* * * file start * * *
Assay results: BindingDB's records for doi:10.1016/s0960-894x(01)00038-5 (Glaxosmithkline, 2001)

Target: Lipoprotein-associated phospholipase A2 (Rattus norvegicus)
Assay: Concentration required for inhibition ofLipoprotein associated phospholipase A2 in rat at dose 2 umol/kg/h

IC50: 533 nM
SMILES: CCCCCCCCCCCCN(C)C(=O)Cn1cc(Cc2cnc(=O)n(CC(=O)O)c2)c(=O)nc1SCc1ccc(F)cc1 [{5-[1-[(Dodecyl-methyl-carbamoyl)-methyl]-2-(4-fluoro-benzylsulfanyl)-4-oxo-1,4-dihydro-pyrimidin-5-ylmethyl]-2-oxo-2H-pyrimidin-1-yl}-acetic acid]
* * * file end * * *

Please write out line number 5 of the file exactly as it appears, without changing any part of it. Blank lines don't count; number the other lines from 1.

SMILES: CCCCCCCCCCCCN(C)C(=O)Cn1cc(Cc2cnc(=O)n(CC(=O)O)c2)c(=O)nc1SCc1ccc(F)cc1 [{5-[1-[(Dodecyl-methyl-carbamoyl)-methyl]-2-(4-fluoro-benzylsulfanyl)-4-oxo-1,4-dihydro-pyrimidin-5-ylmethyl]-2-oxo-2H-pyrimidin-1-yl}-acetic acid]